Words by Margaret Fox
The sea cucumber has received much hype recently within the Pacific region despite its docile existence. It is an animal that resembles a warty cucumber and is a close relative of the starfish and sea urchin. It is found on most shallow ocean floors, coral reefs and seagrass beds.
But why has this innocuous and (to some) physically unattractive group of marine creatures become a talking point in a number of the Pacific’s coastal fishery forums? It is simply because they have been over exploited in the Pacific to feed Asia’s insatiable appetite for seafood. As concerns grow to address this fast dwindling resource, there has also been an urgency to take stock of Fiji’s sea cucumber populations in a bid to sustainably manage this fishery before it is too late.
In March 2014, Didi and I packed our bags and headed to Ovalau Island (in Lomaiviti Province) to begin our sea cucumber surveys together with a group of scientists that were concurrently conducting fish and coral reef assessments. Not surprisingly, given the proximity to the capital Suva, there were very few sea cucumbers in the lagoon. However, our sea cucumber surveys in Ovalau were just the beginning of a challenging and adventurous trip that literally took us all around Fiji’s Vatu-i-Ra Seascape.
From Ovalau we journeyed on to the Ra Province, on the main island of Viti Levu, and set-up base at Nabukadra village with the local NGO Partners in Community Development Fiji. This was the first time the villagers of Nabukadra hosted a Wildlife Conservation Society (WCS) marine survey team and they were filled with much excitement. According to them, the quaint village of Nabukadra seems “lost in a past era and rarely receives visitors.” It was in Nabukadra where we witnessed firsthand the devastating effects of over-harvesting sea cucumbers. Even tabus (traditional temporal or seasonal closures) were not immune from fishing pressure. The once vibrant reefs near Nabukadra were covered in algae and sediment, possibly due to a combination of sedimentation from land based impacts, and from the removal of too many sea cucumbers. Most people do not realise this simple animal is a bottom feeder, and therefore plays an important role in our marine environment churning over sand and muddy sediments, to keep areas clean.
From Nabukadra Village, we motored across to Bua Province on the Vanua Levu. Many of the districts including Bua District have been subject to intense harvesting of sea cucumbers. A number of companies use SCUBA, so they can dive to greater depths to find sea cucumbers. Sadly, this district has had a number of its local fishers get decompression sickness through the improper use of SCUBA gear. Decompression sickness occurs when divers dive too deep, stay too long underwater, or come up to the surface too quickly. This is a growing problem in Fiji, and one that requires urgent action.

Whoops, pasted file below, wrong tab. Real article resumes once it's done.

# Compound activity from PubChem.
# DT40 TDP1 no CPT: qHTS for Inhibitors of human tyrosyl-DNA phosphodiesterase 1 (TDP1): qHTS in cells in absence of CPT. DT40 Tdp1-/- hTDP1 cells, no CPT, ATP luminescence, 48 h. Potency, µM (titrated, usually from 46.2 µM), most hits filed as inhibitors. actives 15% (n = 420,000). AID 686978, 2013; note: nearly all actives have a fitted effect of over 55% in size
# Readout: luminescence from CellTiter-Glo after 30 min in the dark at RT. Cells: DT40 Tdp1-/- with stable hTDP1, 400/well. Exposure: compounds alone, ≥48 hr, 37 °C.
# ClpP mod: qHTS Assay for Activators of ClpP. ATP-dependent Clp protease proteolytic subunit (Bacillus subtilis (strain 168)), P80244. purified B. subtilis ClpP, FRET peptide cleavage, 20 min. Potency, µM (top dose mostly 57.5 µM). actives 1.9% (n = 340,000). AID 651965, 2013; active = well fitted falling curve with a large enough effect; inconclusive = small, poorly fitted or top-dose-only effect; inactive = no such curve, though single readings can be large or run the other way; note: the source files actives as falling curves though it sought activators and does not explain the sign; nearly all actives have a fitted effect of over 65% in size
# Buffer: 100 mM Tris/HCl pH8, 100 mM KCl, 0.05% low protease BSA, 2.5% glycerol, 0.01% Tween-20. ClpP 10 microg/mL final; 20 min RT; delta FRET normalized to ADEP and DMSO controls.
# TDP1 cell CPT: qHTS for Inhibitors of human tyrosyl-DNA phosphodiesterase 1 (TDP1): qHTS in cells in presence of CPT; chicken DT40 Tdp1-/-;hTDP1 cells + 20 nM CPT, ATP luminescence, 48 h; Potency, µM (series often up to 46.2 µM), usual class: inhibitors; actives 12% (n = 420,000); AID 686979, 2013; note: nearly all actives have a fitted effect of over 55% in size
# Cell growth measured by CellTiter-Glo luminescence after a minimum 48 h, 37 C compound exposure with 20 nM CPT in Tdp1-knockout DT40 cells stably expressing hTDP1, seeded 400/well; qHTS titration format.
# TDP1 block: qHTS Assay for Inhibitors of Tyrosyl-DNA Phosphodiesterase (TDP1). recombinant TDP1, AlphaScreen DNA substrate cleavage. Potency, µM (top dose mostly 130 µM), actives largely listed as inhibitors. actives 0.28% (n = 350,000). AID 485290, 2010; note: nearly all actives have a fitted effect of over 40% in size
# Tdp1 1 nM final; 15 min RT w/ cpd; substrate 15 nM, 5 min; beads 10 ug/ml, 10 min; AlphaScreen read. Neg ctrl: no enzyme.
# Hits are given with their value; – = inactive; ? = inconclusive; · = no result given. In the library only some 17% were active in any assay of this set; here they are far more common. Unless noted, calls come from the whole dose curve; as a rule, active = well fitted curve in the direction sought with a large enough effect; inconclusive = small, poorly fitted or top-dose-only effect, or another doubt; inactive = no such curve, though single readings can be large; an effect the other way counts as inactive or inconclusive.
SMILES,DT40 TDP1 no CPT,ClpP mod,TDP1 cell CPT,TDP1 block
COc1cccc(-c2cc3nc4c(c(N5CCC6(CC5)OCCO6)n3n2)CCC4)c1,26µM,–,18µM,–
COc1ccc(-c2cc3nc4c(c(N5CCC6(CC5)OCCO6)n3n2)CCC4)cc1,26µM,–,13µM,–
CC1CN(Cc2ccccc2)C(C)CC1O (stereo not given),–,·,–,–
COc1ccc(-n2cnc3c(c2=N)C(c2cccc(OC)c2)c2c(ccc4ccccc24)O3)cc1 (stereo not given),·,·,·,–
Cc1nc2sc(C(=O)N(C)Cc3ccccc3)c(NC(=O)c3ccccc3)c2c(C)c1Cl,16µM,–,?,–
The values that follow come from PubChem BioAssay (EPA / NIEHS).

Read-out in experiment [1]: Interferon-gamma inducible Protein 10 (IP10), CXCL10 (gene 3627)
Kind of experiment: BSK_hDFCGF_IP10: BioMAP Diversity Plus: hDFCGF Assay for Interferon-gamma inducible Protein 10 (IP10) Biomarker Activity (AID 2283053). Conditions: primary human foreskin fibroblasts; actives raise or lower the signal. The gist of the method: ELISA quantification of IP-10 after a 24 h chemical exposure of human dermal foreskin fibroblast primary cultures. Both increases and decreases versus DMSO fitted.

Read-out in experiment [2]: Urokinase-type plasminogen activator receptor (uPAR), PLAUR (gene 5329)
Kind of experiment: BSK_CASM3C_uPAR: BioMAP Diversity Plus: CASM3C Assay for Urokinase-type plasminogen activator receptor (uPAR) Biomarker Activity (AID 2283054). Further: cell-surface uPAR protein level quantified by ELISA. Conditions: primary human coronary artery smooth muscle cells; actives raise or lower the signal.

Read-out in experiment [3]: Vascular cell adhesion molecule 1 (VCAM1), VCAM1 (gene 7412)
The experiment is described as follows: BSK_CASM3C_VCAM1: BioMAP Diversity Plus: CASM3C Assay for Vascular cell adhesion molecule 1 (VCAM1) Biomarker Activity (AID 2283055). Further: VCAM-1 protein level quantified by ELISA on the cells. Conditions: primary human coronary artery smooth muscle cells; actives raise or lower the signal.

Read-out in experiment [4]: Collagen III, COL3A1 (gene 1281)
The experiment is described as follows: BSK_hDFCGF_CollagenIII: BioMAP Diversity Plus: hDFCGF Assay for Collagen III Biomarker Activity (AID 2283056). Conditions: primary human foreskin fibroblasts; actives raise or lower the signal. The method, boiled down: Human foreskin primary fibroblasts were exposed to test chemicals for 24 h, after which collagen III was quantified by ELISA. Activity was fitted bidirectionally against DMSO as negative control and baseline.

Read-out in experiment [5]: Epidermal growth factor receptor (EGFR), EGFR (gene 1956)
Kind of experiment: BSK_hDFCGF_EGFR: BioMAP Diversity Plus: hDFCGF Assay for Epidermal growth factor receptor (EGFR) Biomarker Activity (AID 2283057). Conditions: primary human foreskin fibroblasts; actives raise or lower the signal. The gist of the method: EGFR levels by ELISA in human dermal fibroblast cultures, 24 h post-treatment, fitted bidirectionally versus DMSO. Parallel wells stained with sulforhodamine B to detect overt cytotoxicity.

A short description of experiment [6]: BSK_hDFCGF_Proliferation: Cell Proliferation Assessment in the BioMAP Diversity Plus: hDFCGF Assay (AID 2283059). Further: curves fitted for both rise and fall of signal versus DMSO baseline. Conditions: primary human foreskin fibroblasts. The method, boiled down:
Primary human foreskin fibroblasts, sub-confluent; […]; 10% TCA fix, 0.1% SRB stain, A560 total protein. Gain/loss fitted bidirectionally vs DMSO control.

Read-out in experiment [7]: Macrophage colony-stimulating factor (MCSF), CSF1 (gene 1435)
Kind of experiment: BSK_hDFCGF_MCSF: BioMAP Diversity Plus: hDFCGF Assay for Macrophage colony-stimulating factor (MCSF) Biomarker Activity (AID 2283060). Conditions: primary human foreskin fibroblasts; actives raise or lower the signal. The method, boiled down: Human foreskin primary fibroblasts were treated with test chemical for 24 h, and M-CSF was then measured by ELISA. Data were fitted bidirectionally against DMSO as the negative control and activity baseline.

As we travelled to some of the more remote places in Bua Province, we were relieved to find areas with healthy numbers of the sea cucumber known as sandfish (Holothuria scabra), or dairo in Fijian. This species is currently banned from export (to protect it as a local food source), but it is regularly found within export consignments due to its lucrative value in Asian markets. In one district our team “struck gold”! There we recorded several varieties of sea cucumber species in high densities, including the elusive dragonfish (Stichopus horrens). We learnt why this particularly district has such healthy stocks. There had been conflicts in the past over this resource to the point where violence erupted. As a result sea cucumber harvesting was banned, giving the opportunities for the populations to recover.
Our final destination was Kubulau, where WCS has been working for a decade now. We found good number of sea cucumbers inside community managed tabu areas, especially where communities fiercely guard their natural resources from poaching. We learnt that that some villages were deliberately moving sea cucumbers from areas opened to fishing into tabu areas to increase their protection and to help repopulate their fishing grounds with these animals.
It was here that experienced first-hand how successful management, a strong sense of stewardship and the willingness to forego short-term gains for long-terms goals, was paramount for communities to successfully maintain this fishery.